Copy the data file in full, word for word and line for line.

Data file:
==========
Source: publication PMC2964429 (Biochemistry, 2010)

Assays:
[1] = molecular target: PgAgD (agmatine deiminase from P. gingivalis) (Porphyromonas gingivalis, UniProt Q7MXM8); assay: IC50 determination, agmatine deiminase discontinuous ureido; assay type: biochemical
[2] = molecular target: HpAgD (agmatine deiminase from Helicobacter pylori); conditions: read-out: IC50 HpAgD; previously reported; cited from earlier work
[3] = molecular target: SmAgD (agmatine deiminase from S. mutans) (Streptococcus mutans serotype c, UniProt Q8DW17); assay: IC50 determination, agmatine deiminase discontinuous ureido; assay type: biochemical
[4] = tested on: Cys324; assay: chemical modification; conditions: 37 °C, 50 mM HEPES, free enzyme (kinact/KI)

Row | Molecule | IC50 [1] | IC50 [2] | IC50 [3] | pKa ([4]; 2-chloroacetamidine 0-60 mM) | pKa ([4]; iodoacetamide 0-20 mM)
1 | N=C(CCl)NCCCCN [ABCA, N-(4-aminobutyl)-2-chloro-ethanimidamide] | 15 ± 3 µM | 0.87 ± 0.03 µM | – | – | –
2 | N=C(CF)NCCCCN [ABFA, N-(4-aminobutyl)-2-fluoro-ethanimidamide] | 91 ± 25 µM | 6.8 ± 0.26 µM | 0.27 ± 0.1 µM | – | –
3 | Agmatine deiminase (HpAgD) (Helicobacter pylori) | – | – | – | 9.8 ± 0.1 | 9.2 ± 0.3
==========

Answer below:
Source: publication PMC2964429 (Biochemistry, 2010)

Assays:
[1] = molecular target: PgAgD (agmatine deiminase from P. gingivalis) (Porphyromonas gingivalis, UniProt Q7MXM8); assay: IC50 determination, agmatine deiminase discontinuous ureido; assay type: biochemical
[2] = molecular target: HpAgD (agmatine deiminase from Helicobacter pylori); conditions: read-out: IC50 HpAgD; previously reported; cited from earlier work
[3] = molecular target: SmAgD (agmatine deiminase from S. mutans) (Streptococcus mutans serotype c, UniProt Q8DW17); assay: IC50 determination, agmatine deiminase discontinuous ureido; assay type: biochemical
[4] = tested on: Cys324; assay: chemical modification; conditions: 37 °C, 50 mM HEPES, free enzyme (kinact/KI)

Row | Molecule | IC50 [1] | IC50 [2] | IC50 [3] | pKa ([4]; 2-chloroacetamidine 0-60 mM) | pKa ([4]; iodoacetamide 0-20 mM)
1 | N=C(CCl)NCCCCN [ABCA, N-(4-aminobutyl)-2-chloro-ethanimidamide] | 15 ± 3 µM | 0.87 ± 0.03 µM | – | – | –
2 | N=C(CF)NCCCCN [ABFA, N-(4-aminobutyl)-2-fluoro-ethanimidamide] | 91 ± 25 µM | 6.8 ± 0.26 µM | 0.27 ± 0.1 µM | – | –
3 | Agmatine deiminase (HpAgD) (Helicobacter pylori) | – | – | – | 9.8 ± 0.1 | 9.2 ± 0.3